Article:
Predictive Inferencing in Adults With Right Hemisphere Brain Damage Predictive inferencing was evaluated in 13 adults with right hemisphere damage (RHD) and 11 adults without brain damage (NBD). Brief narrative stimuli that strongly suggested a single outcome were constructed to vary recency of mention of inference-related information. Reading times were recorded for narrative-final sentences that disconfirmed the target inferences. ... Research Article
Research Article  |   June 01, 2001
Predictive Inferencing in Adults With Right Hemisphere Brain Damage
 
Author Affiliations & Notes
  • Margaret T. Lehman-Blake, PhD
    Department of Communication Science and Disorders and University Center for Social and Urban Research University of Pittsburgh Pittsburgh, PA
    Syracuse University, Communication Sciences and Disorders, 805 S. Crouse Avenue, Syracuse, NY 13244
  • Connie A. Tompkins
    Department of Communication Science and Disorders and University Center for Social and Urban Research University of Pittsburgh Pittsburgh, PA
  • Corresponding author: e-mail: mblake@syr.edu
  • Currently affiliated with the Department of Communication Sciences and Disorders, Syracuse University, Syracuse, NY
    Currently affiliated with the Department of Communication Sciences and Disorders, Syracuse University, Syracuse, NY×
Article Information
Special Populations / Normal Language Processing / Attention, Memory & Executive Functions / Traumatic Brain Injury / Language / Research Articles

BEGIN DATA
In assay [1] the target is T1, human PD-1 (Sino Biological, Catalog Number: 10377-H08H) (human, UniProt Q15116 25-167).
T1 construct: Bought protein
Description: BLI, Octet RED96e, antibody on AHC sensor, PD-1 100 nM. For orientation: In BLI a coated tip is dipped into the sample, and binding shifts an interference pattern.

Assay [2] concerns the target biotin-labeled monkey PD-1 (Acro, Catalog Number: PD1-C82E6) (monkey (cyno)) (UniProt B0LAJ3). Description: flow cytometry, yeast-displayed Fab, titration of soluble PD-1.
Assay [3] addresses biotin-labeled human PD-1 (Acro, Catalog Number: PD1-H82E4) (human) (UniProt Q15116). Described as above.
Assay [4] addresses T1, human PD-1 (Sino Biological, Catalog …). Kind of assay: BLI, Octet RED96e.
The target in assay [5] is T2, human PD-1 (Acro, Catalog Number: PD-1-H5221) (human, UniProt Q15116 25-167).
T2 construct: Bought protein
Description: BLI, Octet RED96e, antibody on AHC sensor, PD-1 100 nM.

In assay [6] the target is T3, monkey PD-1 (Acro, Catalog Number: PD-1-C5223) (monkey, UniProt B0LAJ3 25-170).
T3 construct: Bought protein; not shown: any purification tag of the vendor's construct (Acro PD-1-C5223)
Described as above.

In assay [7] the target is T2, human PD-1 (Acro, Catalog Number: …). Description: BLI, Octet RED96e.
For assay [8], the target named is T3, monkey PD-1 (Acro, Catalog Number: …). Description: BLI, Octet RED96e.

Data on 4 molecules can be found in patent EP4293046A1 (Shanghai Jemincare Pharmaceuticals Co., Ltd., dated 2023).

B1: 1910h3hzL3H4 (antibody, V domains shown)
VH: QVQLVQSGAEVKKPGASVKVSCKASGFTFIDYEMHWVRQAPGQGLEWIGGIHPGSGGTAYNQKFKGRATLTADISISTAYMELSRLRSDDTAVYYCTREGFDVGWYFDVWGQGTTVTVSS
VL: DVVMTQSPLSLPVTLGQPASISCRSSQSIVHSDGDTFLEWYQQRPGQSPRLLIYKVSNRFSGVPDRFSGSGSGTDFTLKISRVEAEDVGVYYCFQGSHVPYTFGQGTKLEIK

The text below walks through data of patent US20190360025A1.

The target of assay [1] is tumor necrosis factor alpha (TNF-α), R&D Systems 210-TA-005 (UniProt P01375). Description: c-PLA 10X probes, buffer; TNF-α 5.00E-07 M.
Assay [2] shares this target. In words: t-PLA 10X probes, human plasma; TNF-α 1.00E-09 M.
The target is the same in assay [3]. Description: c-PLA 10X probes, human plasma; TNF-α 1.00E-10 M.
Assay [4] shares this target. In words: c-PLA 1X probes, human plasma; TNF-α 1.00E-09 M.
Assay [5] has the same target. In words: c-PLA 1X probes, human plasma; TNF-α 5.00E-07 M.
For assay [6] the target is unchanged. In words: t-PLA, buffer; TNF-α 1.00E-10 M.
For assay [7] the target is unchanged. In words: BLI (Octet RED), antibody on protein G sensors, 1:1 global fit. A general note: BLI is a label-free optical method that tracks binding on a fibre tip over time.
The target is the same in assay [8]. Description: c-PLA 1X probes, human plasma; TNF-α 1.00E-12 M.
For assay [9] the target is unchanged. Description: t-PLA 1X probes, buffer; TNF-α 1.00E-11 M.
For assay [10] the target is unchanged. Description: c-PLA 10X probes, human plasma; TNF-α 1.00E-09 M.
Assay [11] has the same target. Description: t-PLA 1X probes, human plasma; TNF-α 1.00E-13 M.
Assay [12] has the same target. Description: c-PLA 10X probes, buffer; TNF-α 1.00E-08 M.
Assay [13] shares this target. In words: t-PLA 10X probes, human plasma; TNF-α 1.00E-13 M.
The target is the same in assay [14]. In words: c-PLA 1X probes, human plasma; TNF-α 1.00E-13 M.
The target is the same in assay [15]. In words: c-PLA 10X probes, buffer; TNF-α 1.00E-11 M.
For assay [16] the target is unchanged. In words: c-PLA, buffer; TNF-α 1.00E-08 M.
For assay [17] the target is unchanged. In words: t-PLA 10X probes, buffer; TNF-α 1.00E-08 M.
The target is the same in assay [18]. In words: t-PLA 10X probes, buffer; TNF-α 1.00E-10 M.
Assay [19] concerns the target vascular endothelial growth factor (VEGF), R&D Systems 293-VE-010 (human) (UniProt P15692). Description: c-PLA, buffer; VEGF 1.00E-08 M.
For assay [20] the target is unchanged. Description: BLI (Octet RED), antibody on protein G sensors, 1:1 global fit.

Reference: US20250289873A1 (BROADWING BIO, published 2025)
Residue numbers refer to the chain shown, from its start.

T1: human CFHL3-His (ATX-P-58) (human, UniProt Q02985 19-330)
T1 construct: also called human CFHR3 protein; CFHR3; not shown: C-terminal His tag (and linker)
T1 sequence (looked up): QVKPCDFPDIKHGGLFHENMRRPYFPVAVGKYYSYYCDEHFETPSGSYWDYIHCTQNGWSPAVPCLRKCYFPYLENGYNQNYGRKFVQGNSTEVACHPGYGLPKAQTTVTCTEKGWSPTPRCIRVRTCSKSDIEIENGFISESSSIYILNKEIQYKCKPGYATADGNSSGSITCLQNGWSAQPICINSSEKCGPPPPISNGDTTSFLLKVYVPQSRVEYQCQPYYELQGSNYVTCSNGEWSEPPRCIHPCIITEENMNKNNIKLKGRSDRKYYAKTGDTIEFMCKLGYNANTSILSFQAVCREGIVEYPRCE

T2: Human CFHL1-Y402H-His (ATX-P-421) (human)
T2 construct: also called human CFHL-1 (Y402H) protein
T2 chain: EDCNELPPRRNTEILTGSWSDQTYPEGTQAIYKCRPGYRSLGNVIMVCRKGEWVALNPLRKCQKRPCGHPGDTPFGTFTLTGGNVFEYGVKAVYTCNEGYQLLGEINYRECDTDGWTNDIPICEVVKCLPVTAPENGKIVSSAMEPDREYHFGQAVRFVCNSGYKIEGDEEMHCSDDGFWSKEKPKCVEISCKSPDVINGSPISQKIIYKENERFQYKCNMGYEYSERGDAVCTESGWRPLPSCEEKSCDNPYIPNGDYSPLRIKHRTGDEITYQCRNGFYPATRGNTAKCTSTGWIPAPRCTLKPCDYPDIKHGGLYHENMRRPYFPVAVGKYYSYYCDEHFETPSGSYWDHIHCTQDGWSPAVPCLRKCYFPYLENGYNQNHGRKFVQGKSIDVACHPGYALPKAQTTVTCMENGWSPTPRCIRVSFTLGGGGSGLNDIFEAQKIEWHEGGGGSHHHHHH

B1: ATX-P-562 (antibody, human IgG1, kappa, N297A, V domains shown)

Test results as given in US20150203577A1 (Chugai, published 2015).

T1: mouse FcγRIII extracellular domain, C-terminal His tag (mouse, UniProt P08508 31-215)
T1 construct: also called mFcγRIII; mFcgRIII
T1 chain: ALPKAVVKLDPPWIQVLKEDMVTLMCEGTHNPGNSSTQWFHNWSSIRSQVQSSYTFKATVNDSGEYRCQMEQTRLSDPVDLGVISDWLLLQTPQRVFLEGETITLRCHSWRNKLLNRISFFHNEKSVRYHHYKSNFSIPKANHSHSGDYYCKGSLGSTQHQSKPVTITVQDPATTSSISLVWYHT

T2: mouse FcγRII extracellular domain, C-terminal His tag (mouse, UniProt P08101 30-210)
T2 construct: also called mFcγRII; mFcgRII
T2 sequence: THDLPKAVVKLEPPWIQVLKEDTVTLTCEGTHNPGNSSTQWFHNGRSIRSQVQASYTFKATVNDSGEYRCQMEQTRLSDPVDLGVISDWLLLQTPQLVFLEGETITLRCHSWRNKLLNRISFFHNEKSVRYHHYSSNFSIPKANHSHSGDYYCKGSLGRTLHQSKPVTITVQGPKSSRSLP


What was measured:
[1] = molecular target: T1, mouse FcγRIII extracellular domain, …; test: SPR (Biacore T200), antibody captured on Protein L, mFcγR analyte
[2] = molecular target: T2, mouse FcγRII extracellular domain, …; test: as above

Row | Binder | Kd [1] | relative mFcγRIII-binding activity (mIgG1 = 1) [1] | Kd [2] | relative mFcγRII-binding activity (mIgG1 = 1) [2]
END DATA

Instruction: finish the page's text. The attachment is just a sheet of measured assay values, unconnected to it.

Research Article   |   June 01, 2001
Predictive Inferencing in Adults With Right Hemisphere Brain Damage
Journal of Speech, Language, and Hearing Research, June 2001, Vol. 44, 639-654. doi:10.1044/1092-4388(2001/052)
History: Received September 19, 2000 , Accepted January 19, 2001
 
Journal of Speech, Language, and Hearing Research, June 2001, Vol. 44, 639-654. doi:10.1044/1092-4388(2001/052)
History: Received September 19, 2000; Accepted January 19, 2001
Web of Science® Times Cited: 25

Predictive inferencing was evaluated in 13 adults with right hemisphere damage (RHD) and 11 adults without brain damage (NBD). Brief narrative stimuli that strongly suggested a single outcome were constructed to vary recency of mention of inference-related information. Reading times were recorded for narrative-final sentences that disconfirmed the target inferences. Slowed reading time on the final sentences was an indicator of inference generation. Adults with RHD generated target predictive inferences in contexts with recent mention of strongly biasing inference-related information. This group also evidenced maintenance of inferences over time, but to a lesser degree than participants in the NBD group. Overall, individuals with better auditory comprehension or larger estimated working memory capacity tended to maintain inferences better than did the other participants. The results are discussed in relation to current hypotheses of inferencing and discourse comprehension in adults with RHD.

Acknowledgments
This research was part of a doctoral dissertation completed at the University of Pittsburgh. Funding for this project was provided by a grant from the SHRS Research Development Fund, School of Health and Rehabilitation Sciences at the University of Pittsburgh, awarded to the first author, and by NIH/NIDCD grant #DC01820 awarded to the second author. We would like to acknowledge the many comments and suggestions from Christine Dollaghan, Mick McNeil, and Jonathan Schooler that helped to shape this project. Annette Baumgaertner, Wiltrud Fassbinder, Andy McMillin, and Connie Nojeim also provided assistance and support to various parts of this project. We are grateful to all of the participants for their continued interest in our projects and the donation of their time.
Order a Subscription
Pay Per View
Entire Journal of Speech, Language, and Hearing Research content & archive
24-hour access
This Article
24-hour access